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GE. 07-14981 (R) 261207 271207


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Cases involving Darfurians in Khartoum


i) Recent arrest and torture of student supporters of SLA/Abdul Wahid


In a more recent incident documented by UN agencies, bodies and programmes operational in Darfur, several students were detained and reportedly tortured by officials of the NISS after they participated in a demonstration by a student organization affiliated with the Abdel Wahid al Nour branch of the Sudan Liberation Army (SLA/AW), one of the non signatories to the Darfur Peace Agreement. They were held for ten days and reportedly tortured during the initial two days of detention. They were released on bail on 29 September 2007, pending trial on charges of public order offences. At the time of writing, the students had again been arrested by the NISS and their whereabouts were unknown at the time of the writing of the present report.


More than 100 supporters of Abdel Wahid reportedly participated in a demonstration in central Khartoum on 20 September 2007, three days after activities had taken place in over 30 countries on the occasion of the “Global Day for Darfur”. Protesters in Khartoum called for an end to the killings in Darfur, the disarmament of government armed militias, and for the provision of security to allow IDPs to return to their homes, in the context of the forthcoming start of peace negotiations in Libya. The march was dispersed by police using tear gas, resulting in minor injuries to some protesters. Some eight students were arrested by NISS officials in different parts of Khartoum after they had left the demonstration, suggesting that they had been under surveillance and followed after the demonstration was dispersed. They were taken to a NISS detention facility in north Khartoum where they had to remove their shirts which were then used to blindfold them before being taken into the building. They remained blindfolded in this way for most of the two days during which they were interrogated in NISS detention. During this time they were allegedly tortured and ill treated. The torture ceased when they were transferred to police custody on the third day of their detention. According to reports, the students were beaten with plastic pipes on the bare skin of their backs, on their legs and on their hands, as well as with wooden sticks on the ankles. Reports indicate that one detainee was strangled until he lost consciousness and two others fainted after having been repeatedly tortured with electric shock. In addition to being subjected to physical violence, the detainees were reportedly also threatened with death. The interrogation reportedly focused on whether Abdel Wahid supporters in Khartoum held weapons, and on their kind and location, as well as on the channels through which they obtained funding. Under threat of death, some of the detainees were forced to make statements, such as about weapons and funds which the SLA/AW allegedly brought to their supporters in Khartoum. The detainees were also reported to have been insulted on account of their Darfurian origins and told that the Fur would not share political power in Sudan.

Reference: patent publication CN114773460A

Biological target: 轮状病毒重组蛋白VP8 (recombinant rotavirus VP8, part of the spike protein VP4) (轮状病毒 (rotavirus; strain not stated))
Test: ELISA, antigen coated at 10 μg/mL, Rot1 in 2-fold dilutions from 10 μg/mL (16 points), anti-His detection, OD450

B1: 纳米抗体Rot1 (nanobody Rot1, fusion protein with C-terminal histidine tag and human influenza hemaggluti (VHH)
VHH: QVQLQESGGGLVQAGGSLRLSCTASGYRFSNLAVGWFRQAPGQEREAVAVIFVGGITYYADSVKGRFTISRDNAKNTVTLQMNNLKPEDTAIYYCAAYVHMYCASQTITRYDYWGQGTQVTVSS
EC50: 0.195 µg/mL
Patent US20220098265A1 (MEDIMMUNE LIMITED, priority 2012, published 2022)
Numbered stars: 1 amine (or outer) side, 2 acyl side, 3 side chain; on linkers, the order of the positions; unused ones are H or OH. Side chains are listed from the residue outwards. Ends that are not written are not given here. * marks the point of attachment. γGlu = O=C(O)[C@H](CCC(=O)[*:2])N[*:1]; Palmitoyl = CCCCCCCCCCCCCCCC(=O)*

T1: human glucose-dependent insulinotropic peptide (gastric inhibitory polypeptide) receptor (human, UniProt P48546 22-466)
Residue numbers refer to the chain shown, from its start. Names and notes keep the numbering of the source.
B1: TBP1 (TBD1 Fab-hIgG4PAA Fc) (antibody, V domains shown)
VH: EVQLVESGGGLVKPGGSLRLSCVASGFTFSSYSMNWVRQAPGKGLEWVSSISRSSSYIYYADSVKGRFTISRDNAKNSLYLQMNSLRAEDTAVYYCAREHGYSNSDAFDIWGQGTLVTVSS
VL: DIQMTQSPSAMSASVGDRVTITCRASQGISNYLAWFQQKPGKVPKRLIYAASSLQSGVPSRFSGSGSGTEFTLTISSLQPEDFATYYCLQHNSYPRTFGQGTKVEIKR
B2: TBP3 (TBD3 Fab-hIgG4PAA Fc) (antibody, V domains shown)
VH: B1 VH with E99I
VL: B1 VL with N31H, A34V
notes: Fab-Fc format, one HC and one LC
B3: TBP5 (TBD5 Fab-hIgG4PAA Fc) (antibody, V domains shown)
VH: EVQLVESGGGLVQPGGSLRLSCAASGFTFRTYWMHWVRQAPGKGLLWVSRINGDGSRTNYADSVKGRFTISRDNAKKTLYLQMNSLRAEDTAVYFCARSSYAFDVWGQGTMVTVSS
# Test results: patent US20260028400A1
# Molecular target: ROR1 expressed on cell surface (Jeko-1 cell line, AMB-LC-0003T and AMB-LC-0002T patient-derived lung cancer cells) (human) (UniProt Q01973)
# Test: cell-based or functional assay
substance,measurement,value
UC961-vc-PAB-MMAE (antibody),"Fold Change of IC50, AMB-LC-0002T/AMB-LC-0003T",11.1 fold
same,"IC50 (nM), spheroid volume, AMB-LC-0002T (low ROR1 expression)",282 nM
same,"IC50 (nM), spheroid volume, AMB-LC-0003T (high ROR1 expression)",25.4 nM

ii) Allegations of torture and ill treatment of Darfurians detained in the context of a murder investigation


The verdict in the trial on the murder of newspaper editor Mohamed Taha, who was killed on 6 September 2006, was expected to have been delivered by mid November 2007. The police investigation into the murder was focused mainly on the Darfurian community in Khartoum. According to police records, a total of 73 people were arrested and detained, starting from mid September 2006. The vast majority of them, according to information received, were of Darfurian origin. There have been widespread allegations of torture by those detained in the context of the investigation. The allegations related mainly to detention in the custody of police, who were in charge of the murder investigation, but there have also been reports of abuses committed by NISS officials who participated in the investigation.


Most suspects were released following up to five months of detention. Nineteen people, all but one of them of Darfurian origin and most belonging to the Fur community, have stood trial for the murder of Mohamed Taha. While several of those who were charged with the murder appear to have maintained links with Darfurian political groups, others had no discernible political allegiances and may have been arrested merely because of their Darfurian origins.


Due to lack of evidence, nine defendants were acquitted and released on 27 August 2007, after having spent nearly one year in detention. The prosecution has appealed the acquittal. The remaining ten, all of them Darfurians, continue to be detained pending delivery of the judgment. The prosecution has alleged that the defendants plotted to murder Mohamed Taha because defamatory articles against Fur women had been published in the newspaper Al Wifaq, which was edited by him. After they failed to win a lawsuit for defamation, the defendants allegedly plotted to murder him. The case of the prosecution relies almost exclusively on written statements obtained by police during the pre trial investigation from the ten defendants who remained in detention.